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More Fallen Angels Ahead in Europe?

Downgrades have slowed, but indications are that the trend has further to run

Key Insights

  • After roughly €70 billion of corporate bonds lost investment-grade status in Europe this year, the pace of ’fallen angels’ has slowed considerably, but risks remain.
  • Issuers still looking vulnerable include some in the banking, auto and infrastructure sectors.
  • More than a third of the Standard & Poor’s EMEA ratings universe currently remains on negative outlook.
  • In the European high-yield market, defaults have been lower than in the US, partly for structural reasons.
  • Defaults are likely to continue rising in 2021, depending largely on how well the impact of the coronavirus is managed.

European credit has not escaped the global waves of ‘fallen angels’ in the investment-grade market and defaults in the high-yield market. The question now, for both high-grade and high-yield investors, is whether we are over the worst of it. In both cases, indications are that the story has further to run.

The outlook for fallen angels

Globally, by the end of September 2020, 56 bond issuers had dropped out of the investment-grade universe, totalling US$216 billion of debt. In Europe, fallen angels totalled about €69 billion by the end of August, according to data from Credit Suisse, with the pace of downgrades declining significantly since mid-year (Display 1).

In Europe, the auto sector has been the biggest casualty to date (Display 2) – notably Ford, Renault and Valeo. Other downgrades include Atlantia (the toll road operator associated with the Genoa bridge collapse) and travel and aerospace-related names such as Carnival, Rolls-Royce, IAG and Lufthansa.

Credit Suisse is forecasting roughly another €15 billion of fallen angels this year, which is largely in line with our view. Issuers that are currently on thin ice with the rating agencies include auto maker Nissan, as well as Spanish toll road operator Abertis. Italian sovereign-linked issuers such as banks and utilities saw their near-term risk of fallen angel status reduced when Standard & Poor’s – somewhat surprisingly, in our view – moved Italy’s credit rating to ‘stable’ from ‘negative’ at the end of last month.

One potential swing factor for fallen angel risk is Deutsche Bank, which currently has a chunk of its subordinated debt sitting on the edge of investment grade at Baa3/BBB-. Deutsche had a reprieve from Moody’s Investors Service in early November (from negative to stable) following the publication of its results. If Deutsche did drop a notch into high yield, we estimate that €19 billion of additional debt could fall below the line.

The risk with the outlook for fallen angels – and default rates, for that matter – is that despite the improving trend, much uncertainty remains. While downgrades and the upgrade-to-downgrade ratio have improved since the trough, 37% of S&P’s EMEA ratings universe remains on negative outlook. This signals that there are still risks out there, and that a slower-than-expected recovery in 2021, or a rapid removal of government and central bank support (policy errors), could make this figure volatile.

Display 1: Total downgrades to high yield

EUR billion

Display 1: Total downgrades to high yield

As of 31 August 2020
*Year-end forecast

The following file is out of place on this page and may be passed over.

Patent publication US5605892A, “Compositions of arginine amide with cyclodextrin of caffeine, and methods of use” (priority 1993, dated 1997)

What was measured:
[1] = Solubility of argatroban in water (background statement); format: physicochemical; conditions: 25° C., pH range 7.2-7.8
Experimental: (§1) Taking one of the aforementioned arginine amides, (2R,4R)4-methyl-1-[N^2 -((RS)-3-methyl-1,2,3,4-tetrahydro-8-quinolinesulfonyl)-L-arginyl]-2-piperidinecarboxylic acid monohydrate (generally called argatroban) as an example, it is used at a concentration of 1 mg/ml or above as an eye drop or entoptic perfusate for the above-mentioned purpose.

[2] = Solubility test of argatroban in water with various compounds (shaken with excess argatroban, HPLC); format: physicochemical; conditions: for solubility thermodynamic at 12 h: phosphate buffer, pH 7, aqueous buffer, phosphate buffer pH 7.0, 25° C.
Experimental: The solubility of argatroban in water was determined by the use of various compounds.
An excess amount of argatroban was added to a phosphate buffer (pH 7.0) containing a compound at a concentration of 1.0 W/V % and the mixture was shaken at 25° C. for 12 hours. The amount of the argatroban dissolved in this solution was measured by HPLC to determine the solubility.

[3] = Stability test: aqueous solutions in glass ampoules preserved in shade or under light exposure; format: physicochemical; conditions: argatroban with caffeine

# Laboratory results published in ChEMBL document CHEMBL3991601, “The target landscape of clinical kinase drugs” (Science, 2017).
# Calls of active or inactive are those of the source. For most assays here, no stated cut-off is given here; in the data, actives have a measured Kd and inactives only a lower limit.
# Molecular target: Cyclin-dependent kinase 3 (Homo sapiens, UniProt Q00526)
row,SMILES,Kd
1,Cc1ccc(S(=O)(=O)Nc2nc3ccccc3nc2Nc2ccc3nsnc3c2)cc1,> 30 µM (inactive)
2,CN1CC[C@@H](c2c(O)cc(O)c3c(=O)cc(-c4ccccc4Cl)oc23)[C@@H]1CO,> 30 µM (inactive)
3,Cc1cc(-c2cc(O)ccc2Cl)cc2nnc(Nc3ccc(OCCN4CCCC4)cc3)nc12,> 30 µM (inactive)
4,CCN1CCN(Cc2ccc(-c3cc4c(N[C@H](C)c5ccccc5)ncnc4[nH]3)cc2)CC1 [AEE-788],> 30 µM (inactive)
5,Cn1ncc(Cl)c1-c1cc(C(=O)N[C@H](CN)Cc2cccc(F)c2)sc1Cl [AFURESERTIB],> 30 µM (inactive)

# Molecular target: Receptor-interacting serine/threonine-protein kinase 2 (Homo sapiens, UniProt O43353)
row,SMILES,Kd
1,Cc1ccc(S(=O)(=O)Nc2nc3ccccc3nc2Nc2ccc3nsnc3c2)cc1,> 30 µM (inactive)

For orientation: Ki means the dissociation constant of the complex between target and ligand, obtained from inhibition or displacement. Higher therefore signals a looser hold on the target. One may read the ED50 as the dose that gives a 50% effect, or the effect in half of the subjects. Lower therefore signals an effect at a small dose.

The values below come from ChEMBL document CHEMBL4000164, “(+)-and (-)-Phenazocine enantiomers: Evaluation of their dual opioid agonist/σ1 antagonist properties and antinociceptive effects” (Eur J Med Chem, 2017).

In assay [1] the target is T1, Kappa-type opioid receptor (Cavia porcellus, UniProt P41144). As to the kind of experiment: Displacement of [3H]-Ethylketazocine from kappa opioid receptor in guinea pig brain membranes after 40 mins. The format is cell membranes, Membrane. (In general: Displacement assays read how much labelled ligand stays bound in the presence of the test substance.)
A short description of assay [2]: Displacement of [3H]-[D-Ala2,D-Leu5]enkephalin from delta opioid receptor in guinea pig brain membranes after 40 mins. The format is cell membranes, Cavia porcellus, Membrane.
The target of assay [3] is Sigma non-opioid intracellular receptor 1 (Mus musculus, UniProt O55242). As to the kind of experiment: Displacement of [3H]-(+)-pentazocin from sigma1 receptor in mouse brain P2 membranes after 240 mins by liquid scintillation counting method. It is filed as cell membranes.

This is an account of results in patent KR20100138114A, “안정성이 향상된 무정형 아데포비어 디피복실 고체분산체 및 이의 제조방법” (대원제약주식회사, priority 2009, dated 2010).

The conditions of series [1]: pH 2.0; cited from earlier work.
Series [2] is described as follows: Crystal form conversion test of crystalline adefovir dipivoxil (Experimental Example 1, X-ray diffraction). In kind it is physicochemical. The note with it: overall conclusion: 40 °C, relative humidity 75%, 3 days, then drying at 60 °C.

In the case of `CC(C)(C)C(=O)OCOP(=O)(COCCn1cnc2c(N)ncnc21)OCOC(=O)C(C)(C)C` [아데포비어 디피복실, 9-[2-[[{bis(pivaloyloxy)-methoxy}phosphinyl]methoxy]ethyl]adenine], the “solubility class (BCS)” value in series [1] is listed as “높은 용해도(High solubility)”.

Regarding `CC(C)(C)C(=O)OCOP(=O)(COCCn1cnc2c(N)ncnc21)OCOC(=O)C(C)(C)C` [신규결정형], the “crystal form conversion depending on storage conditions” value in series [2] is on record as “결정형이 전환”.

Source: Credit Suisse and Bloomberg Finance LP. Please see Additional Disclosures.

Display 2: Fallen angels by sector

EUR billion

Display 2: Fallen angels by sector

As of 31 August 2020 
*BBB- Neg outlook/one HY rating, not including hybrids
**Relevant tiers
Source: Credit Suisse and Bloomberg Finance LP. Please see Additional Disclosures.

The outlook for European default rates

Global default rates are rising and likely to continue into 2021. But we think the full impact may be muted by the significant fiscal and monetary intervention seen from governments and central banks.

According to Moody’s data, the US speculative grade (sub investment-grade) default rate stood at 8.5% end of the third quarter – its highest in 10 years – with a forecast peak of 11% in March 2021. In Europe, defaults have been significantly lower, and Moody’s are not forecasting a very high peak under their baseline assumptions: 5.7% in March 2021 compared with 4.3% at the end of October 2020 (Display 3).

Structural factors may help explain the lower default rates in Europe. For example, there is a higher proportion of BB-rated debt in Europe whereas the US is more of a single-B market. The US has a bigger high-yield oil and gas sector, which suffered from this year’s oil price slump. And from a legal perspective it is somewhat easier to declare bankruptcy under Chapter 7 and Chapter 11 in the US than it is to seek bankruptcy protection in Europe.

That said, we note that there is a wide range between Moody’s optimistic and pessimistic forecasts – from less than 3% to about 12% by September 2021 (Display 4). The downside is being driven by the outlook for pandemic containment and/or vaccines, and the potential for fiscal stimulus (notably in the US). In our view, both of these outlooks have worsened since the analysis, so we suspect that the baseline might be creeping back up.  

Display 3: Moody’s baseline forecast speculative-grade default rates

Trailing 12-month default rates (%)

As of September 30, 2020
Source: Moody’s Investors Service. Please see Additional Disclosures.

Display 4: European speculative-grade default rates (actual and forecast)

Display 4: European speculative-grade default rates (actual and forecast)

As of September 2020 
Source: Moody’s Investors Service. Please see Additional Disclosures.


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